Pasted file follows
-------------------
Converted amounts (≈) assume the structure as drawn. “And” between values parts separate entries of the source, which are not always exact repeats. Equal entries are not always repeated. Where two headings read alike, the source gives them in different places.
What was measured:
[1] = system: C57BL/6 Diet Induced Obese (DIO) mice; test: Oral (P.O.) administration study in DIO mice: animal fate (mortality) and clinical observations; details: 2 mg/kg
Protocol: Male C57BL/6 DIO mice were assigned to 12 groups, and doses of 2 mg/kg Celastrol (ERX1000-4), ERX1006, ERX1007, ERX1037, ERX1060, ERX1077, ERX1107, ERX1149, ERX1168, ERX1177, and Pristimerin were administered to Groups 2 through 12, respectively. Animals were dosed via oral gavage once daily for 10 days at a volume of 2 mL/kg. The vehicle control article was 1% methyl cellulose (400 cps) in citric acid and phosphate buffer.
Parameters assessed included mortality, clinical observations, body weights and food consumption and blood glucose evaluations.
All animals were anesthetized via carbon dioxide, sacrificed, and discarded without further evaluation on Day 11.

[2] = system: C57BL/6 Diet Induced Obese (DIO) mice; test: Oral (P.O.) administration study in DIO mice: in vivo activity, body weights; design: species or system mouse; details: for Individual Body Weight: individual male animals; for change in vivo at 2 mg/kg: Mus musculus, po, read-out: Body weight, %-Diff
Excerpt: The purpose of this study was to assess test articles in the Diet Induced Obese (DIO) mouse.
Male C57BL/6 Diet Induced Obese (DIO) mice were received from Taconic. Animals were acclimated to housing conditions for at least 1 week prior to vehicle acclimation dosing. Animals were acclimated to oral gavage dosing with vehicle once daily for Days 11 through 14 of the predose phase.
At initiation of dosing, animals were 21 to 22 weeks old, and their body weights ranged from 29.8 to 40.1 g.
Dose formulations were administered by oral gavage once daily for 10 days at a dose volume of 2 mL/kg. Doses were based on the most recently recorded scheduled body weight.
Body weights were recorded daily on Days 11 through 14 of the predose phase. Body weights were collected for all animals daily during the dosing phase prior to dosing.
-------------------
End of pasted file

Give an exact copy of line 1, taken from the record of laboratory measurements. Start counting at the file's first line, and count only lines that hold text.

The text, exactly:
Converted amounts (≈) assume the structure as drawn. “And” between values parts separate entries of the source, which are not always exact repeats. Equal entries are not always repeated. Where two headings read alike, the source gives them in different places.